In both the above examples, a conflict is created because of the state's existence: if government schools and courthouses are owned by the state, and if we believe in the lie that "we are the government," then each of us will want governmental policy to reflect our desires and interests. If these facilities are "mine," why shouldn't they conform to my values and purposes? Of course, someone who disagrees with what I want the schools to do will be equally insistent that "his" school abide by his preferences. It is in this way that politics invariably generates conflict.
Taxation and eminent domain involve the forcible expropriation of private property. If a street mugger took your property in such ways we would refer to it as "theft," but our political conditioning will not permit such candid responses to confiscations by the state. We have also been trained to regard government regulation, zoning laws, and urban development policies as "necessary" forms of planning to counter the dread terror associated with people doing their own planning, and making their own decisions as to what they own.
Our politicized thinking disposes us to disregard the civilizing importance of the property concept. As a result, when interpersonal violence occurs — manifesting a disrespect for individual property boundaries — many of us are at a loss to understand the causes. Such people — who are often the principal advocates of a more expansive state regulation of people's lives — can do no more than offer such mechanistic explanations as drugs, television, guns, or the lyrics of rock music. When young men go to their schools and start killing teachers and classmates, the statists refuse to ask the most obvious question: why did they select a government school as their target? Why have privately owned schools been largely immune from such acts of rage?
There is a causal connection between property ownership and responsibility for one's decision making. As one who makes decisions over my own life and property, I am responsible for the consequences of my actions. But to the degree the state preempts private decision making, it restricts an individual's sense of responsibility for his or her actions. If the state insists upon controlling our behavior, is it not easy to see how individuals might come to believe that they are not responsible for their acts? Do you begin to understand the dynamics that underlie current society's preoccupation with "victimhood?" If "others" control my life, why should I feel responsible for my conduct?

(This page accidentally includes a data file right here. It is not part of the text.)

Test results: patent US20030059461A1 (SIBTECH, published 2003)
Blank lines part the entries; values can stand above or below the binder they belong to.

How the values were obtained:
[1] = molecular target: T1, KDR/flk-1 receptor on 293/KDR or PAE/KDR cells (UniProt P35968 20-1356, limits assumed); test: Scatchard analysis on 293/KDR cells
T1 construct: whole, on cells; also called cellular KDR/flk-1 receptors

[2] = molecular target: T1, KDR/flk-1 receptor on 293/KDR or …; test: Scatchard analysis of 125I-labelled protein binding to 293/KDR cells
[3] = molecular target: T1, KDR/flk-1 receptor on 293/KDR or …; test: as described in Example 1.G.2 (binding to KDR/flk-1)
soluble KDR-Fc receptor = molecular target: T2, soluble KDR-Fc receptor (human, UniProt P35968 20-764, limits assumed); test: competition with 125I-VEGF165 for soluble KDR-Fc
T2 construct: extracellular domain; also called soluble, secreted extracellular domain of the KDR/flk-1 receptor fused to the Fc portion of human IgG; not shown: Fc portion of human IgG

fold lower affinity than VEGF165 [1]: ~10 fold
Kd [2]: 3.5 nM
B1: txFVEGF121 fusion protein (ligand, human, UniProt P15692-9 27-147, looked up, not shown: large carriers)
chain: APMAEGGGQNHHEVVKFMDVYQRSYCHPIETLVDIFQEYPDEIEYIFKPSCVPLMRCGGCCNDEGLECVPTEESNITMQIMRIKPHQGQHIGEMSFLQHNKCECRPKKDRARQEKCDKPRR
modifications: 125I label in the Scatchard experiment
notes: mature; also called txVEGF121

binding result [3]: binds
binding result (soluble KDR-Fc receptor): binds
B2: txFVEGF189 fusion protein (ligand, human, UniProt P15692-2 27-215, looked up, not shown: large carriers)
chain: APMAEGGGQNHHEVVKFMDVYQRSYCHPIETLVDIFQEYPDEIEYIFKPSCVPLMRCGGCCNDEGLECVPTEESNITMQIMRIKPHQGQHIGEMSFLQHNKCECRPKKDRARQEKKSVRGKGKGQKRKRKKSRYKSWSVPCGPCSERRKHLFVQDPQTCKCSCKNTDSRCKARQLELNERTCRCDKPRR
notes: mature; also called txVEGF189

The private property principle integrates the seemingly contrary notions of individual liberty and social order. Thanks to physicist Niels Bohr's "complementarity principle," it is more appropriate to regard such qualities as reciprocal, symmetrical expressions of the wholeness, rather than divisiveness, in nature. When I am at liberty to do anything I choose with what is mine, I am, at the same time, restricted to acting only with respect to my own property interests. My authority ends at my boundary line. If I want to make decisions regarding your property, I must enter into a contract with you to do so.
It is respect for the boundary line separating your and my property interests that fosters both individual liberty and social order. This is why property, liberty, and social order, are simply different ways of talking about the same thing. We enjoy liberty only to the degree we have unrestrained decision-making over our lives — including the resources we require (e.g., space to occupy; food, air, water to consume; tools to employ; etc.) in order to live as we choose.
This important lesson was finally learned, late in life, by the noted Marxist, Max Eastman, who observed:
It seems obvious to me now — though I was slow coming to the conclusion — that the institution of private property, the dispersion of power and importance that goes with it, has been a main factor in producing that limited amount of free-and-equalness which Marx hoped to render infinite by abolishing this institution.
Those desirous of ending the social conflicts, wars, state-generated economic dislocations, and other societal problems, would do well to heed Eastman's insights. One might begin by making a list of all the "problems" to which one has habitually sought solutions in legislative halls or courtrooms, and then ask: which of these problems involves a failure to identify and respect property interests? From such a perspective, one might formulate solutions that do not require you to despoil or otherwise put yourself at war with your neighbor.
No doubt there will be many disinclined to such an approach: men and women who cannot rise above their political conditioning or ambitions for power over the lives and property of others. But the pretense of "social responsibility" with which the statists applaud themselves and one another will at least be unmasked. One does not encourage "responsibility" by forcibly restricting the range of people's authority over their own lives.
October 24, 2003
Butler Shaffer [send him e-mail] teaches at the Southwestern University School of Law.